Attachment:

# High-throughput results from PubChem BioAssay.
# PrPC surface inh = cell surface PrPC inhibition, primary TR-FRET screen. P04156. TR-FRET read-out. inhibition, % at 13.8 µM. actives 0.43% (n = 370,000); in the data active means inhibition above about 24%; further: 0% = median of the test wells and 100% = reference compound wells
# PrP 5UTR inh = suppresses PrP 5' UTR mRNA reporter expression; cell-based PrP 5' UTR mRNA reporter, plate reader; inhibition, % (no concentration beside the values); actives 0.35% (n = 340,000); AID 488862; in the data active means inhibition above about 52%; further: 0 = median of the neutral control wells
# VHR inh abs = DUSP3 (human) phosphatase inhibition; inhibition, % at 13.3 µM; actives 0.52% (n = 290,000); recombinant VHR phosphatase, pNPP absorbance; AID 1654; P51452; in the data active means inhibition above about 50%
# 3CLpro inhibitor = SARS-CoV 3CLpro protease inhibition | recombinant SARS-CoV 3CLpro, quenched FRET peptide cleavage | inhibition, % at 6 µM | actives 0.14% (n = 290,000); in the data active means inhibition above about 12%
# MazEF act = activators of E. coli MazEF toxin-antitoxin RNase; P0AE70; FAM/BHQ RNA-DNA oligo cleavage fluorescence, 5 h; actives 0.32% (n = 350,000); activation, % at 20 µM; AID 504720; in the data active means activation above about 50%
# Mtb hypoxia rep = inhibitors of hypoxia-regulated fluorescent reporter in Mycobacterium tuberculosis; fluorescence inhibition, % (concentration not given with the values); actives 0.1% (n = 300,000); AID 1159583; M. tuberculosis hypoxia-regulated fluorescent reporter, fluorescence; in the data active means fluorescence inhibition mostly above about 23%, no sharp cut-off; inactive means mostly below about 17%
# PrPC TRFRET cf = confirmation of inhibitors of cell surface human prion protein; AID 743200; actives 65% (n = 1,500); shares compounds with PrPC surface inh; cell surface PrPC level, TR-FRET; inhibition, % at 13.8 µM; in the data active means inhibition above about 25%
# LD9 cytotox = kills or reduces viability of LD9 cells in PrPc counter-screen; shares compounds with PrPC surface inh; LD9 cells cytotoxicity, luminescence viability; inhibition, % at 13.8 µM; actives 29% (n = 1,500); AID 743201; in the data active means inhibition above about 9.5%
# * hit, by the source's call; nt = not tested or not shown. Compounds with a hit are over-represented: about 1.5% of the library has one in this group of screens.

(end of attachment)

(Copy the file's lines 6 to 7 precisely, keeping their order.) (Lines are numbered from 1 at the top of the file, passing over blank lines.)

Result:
# MazEF act = activators of E. coli MazEF toxin-antitoxin RNase; P0AE70; FAM/BHQ RNA-DNA oligo cleavage fluorescence, 5 h; actives 0.32% (n = 350,000); activation, % at 20 µM; AID 504720; in the data active means activation above about 50%
# Mtb hypoxia rep = inhibitors of hypoxia-regulated fluorescent reporter in Mycobacterium tuberculosis; fluorescence inhibition, % (concentration not given with the values); actives 0.1% (n = 300,000); AID 1159583; M. tuberculosis hypoxia-regulated fluorescent reporter, fluorescence; in the data active means fluorescence inhibition mostly above about 23%, no sharp cut-off; inactive means mostly below about 17%